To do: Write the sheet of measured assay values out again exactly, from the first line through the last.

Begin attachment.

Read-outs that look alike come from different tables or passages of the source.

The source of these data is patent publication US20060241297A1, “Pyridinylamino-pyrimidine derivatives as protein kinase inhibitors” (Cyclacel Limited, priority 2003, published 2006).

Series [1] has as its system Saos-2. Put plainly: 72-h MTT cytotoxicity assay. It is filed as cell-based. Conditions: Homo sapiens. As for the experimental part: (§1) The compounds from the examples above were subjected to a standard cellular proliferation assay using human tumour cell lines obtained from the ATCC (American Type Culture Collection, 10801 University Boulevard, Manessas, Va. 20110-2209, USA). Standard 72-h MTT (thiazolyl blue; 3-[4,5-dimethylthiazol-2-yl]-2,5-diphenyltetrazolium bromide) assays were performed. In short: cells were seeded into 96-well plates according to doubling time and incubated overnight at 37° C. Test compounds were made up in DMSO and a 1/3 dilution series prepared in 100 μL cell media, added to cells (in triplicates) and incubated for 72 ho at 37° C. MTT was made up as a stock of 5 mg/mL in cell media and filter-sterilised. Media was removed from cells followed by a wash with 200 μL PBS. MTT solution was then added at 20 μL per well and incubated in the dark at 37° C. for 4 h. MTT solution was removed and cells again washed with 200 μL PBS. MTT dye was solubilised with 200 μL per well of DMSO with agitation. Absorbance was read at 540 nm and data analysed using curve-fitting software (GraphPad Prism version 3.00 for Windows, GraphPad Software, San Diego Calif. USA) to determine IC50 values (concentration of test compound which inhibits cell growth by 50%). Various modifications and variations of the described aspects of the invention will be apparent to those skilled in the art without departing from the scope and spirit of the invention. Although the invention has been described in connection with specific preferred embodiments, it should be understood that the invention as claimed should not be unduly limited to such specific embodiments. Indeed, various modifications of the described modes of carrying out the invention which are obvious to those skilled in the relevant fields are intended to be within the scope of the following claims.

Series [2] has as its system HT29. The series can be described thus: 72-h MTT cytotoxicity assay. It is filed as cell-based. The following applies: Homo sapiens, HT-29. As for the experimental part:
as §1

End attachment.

Read-outs that look alike come from different tables or passages of the source.

The source of these data is patent publication US20060241297A1, “Pyridinylamino-pyrimidine derivatives as protein kinase inhibitors” (Cyclacel Limited, priority 2003, published 2006).

Series [1] has as its system Saos-2. Put plainly: 72-h MTT cytotoxicity assay. It is filed as cell-based. Conditions: Homo sapiens. As for the experimental part: (§1) The compounds from the examples above were subjected to a standard cellular proliferation assay using human tumour cell lines obtained from the ATCC (American Type Culture Collection, 10801 University Boulevard, Manessas, Va. 20110-2209, USA). Standard 72-h MTT (thiazolyl blue; 3-[4,5-dimethylthiazol-2-yl]-2,5-diphenyltetrazolium bromide) assays were performed. In short: cells were seeded into 96-well plates according to doubling time and incubated overnight at 37° C. Test compounds were made up in DMSO and a 1/3 dilution series prepared in 100 μL cell media, added to cells (in triplicates) and incubated for 72 ho at 37° C. MTT was made up as a stock of 5 mg/mL in cell media and filter-sterilised. Media was removed from cells followed by a wash with 200 μL PBS. MTT solution was then added at 20 μL per well and incubated in the dark at 37° C. for 4 h. MTT solution was removed and cells again washed with 200 μL PBS. MTT dye was solubilised with 200 μL per well of DMSO with agitation. Absorbance was read at 540 nm and data analysed using curve-fitting software (GraphPad Prism version 3.00 for Windows, GraphPad Software, San Diego Calif. USA) to determine IC50 values (concentration of test compound which inhibits cell growth by 50%). Various modifications and variations of the described aspects of the invention will be apparent to those skilled in the art without departing from the scope and spirit of the invention. Although the invention has been described in connection with specific preferred embodiments, it should be understood that the invention as claimed should not be unduly limited to such specific embodiments. Indeed, various modifications of the described modes of carrying out the invention which are obvious to those skilled in the relevant fields are intended to be within the scope of the following claims.

Series [2] has as its system HT29. The series can be described thus: 72-h MTT cytotoxicity assay. It is filed as cell-based. The following applies: Homo sapiens, HT-29. As for the experimental part:
as §1